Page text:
Sunday, May 22, 2022

Facebook and Google are the reason so many small Australian publishers have fallen silent today

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Shreya Christinahttps://cafe-madrid.com
Shreya has been with cafe-madrid.com for 3 years, writing copy for client websites, blog posts, EDMs and other mediums to engage readers and encourage action. By collaborating with clients, our SEO manager and the wider cafe-madrid.com team, Shreya seeks to understand an audience before creating memorable, persuasive copy.

When the News Media Bargaining Code was introduced by the federal government last year, forcing Facebook and Google to pay media companies for news, it was hailed as a game changer for the industry.

Twelve months later, the game has changed, but tech giants Google and Facebook have created a more skewed playing field for local media.

That is why today across Australia more than 30 media outlets have stopped publishing news for 24 hours in a collective freeze to fight for the future of local news media.

The news freeze is intended to highlight that while Facebook and Google have made deals with the country’s largest news platforms, including News, Nine and The Guardian Australia, the tech giants have been ghosting smaller and medium-sized news publishers.

The unintended consequence is that uncontracted independent news companies face a significant competitive disadvantage. Already lean companies, Facebook and Google continue to benefit from their work without compensation.

Those publishers are protesting Facebook’s passivity with #WaitingForZuck to pay for journalism and content that appears on the Facebook platform.

Startup Daily has repeatedly approached both Facebook and Google about closing a deal based on the code. Those approaches are either ignored or kicked into the road. Pinstripe Media, publishers of Startup Daily, as well as Kochie’s Business Builders and Flying Solo, is far from alone in this area.

Twelve months ago, the Australian federal government enacted the News Media Bargaining Code, led by federal treasurer Josh Frydenberg.

This code aims to reduce the imbalance between Australian news media companies and digital platforms, especially Facebook and Google. Under the code, the digital platforms are legally obliged to engage in commercial negotiations with local media companies.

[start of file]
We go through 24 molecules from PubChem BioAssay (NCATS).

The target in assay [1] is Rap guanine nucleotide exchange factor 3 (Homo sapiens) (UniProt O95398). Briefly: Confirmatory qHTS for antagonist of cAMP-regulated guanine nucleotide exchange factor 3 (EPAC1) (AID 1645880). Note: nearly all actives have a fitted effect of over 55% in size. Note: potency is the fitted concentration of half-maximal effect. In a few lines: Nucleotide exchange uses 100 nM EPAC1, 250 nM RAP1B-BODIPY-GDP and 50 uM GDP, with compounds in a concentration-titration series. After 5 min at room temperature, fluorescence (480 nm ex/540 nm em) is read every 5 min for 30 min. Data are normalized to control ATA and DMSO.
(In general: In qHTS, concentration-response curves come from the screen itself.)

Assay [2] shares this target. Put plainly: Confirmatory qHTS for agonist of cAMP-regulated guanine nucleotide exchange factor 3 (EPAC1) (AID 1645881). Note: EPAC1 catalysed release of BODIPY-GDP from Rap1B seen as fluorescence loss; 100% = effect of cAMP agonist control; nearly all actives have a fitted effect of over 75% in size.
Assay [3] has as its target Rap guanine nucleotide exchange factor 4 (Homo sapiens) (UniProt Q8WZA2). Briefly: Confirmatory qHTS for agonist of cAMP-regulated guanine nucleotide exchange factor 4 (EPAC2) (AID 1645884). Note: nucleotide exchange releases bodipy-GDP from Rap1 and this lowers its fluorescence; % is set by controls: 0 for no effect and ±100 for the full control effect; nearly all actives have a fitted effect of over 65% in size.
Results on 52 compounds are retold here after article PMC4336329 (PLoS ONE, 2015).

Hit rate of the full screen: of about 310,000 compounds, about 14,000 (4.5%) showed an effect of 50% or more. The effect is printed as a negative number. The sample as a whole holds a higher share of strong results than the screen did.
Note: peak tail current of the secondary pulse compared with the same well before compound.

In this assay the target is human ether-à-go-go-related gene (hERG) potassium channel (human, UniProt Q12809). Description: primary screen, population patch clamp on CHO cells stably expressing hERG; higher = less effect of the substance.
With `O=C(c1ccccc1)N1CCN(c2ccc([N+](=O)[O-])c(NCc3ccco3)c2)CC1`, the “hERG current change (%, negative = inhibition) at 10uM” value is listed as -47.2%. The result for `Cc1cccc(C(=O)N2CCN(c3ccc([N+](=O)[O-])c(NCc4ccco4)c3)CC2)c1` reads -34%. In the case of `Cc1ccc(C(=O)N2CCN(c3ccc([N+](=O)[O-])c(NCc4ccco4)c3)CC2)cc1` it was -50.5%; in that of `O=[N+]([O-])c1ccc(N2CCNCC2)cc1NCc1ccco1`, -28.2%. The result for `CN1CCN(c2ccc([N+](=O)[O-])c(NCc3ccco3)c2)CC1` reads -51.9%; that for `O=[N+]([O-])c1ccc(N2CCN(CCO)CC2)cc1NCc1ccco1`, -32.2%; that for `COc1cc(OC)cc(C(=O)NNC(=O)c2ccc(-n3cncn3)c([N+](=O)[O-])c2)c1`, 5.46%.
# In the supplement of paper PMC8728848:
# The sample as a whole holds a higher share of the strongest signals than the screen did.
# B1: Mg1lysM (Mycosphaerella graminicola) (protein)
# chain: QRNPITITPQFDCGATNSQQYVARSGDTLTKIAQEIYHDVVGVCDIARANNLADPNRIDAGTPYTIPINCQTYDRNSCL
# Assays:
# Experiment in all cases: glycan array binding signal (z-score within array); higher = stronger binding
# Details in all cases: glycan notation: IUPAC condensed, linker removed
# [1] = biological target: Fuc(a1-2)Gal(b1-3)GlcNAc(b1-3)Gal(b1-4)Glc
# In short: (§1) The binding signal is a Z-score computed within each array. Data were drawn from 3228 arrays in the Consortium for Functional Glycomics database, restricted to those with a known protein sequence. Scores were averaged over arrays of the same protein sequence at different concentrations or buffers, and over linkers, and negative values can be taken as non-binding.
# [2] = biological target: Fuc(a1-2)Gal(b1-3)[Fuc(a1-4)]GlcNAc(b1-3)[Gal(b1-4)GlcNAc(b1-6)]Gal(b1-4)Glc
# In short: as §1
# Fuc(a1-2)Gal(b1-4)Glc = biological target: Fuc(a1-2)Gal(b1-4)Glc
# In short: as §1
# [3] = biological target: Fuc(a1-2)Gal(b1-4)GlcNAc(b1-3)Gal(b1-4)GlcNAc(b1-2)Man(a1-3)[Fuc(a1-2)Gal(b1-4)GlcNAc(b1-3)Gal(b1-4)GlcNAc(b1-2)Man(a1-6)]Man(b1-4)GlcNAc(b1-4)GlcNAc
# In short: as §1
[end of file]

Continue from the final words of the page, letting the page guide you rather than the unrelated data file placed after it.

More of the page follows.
Facebook has made deals directly with the major media networks; however, they have been unable to negotiate with most of Australia’s independent publishers.

If you think back 12 months, you’ll remember Facebook summarily blocking Australian media companies from its platform as part of its battle with the federal government. The astonishing and clumsy move also blocked and removed posts from hospitals, arts organizations, charities, ASX-listed companies and essential services, among others.

It came after howls of outrage from major tech who warned the internet that we knew it was going to end, that YouTube would be wiped out and threats that Google would disable its search.

Startup Daily is not participating in today’s #WaitingOnZuck campaign – Tuesday is the busiest day of the week for startup news – but is supporting the initiative.

The independent news outlets, including Broadsheet, Pro Bono Australia, Concrete Playground, Urban List, City Hub, Star Observer, Australian Jewish News and Australian Chinese Daily, have frozen their news feed for the day and replaced it with a direct message for Meta CEO, Mark Zuckerberg. .

These publishers – small and medium-sized businesses, many of the companies we write about – and their millions of readers are currently waiting for Zuckerberg (and his companies) to come to the negotiating table and negotiate commercial deals that are transparent, fair, and paying for quality independent journalism.

A year later, the federal treasurer is currently evaluating the impact and effectiveness of the code. The Code requires designated technical platforms to:
make commercial deals with Australian publishers; but Facebook and Google are not designated.

If the tech giants don’t come to the table, smaller new publishers – who exist thanks to a new tech era – will want a designation for both
platforms to hold them accountable to support smaller news channels.

Pro Bono Australia founder and CEO Karen Mahlab said the current situation is untenable.

“Whereas the purpose of the Media Bargaining Code was to support public interest journalism. I don’t believe the goal will be achieved if small to medium-sized publications that represent an enormous diversity of opinions and views are disregarded,” she said.

Nick Shelton, founder of Broadsheet Media, said independent publishers face unprecedented competition from our publishing colleagues who have struck deals with the tech giants.

“With millions and millions of dollars now being spent on talent, marketing, technology and audience building, independents find it impossible to compete,” he said.

“Facebook and Google are in a position to pick the winners and losers in Australian media, something the Australian public should be very concerned about. The only way for independent media to survive is to designate the platforms.”

More about the campaign is available here

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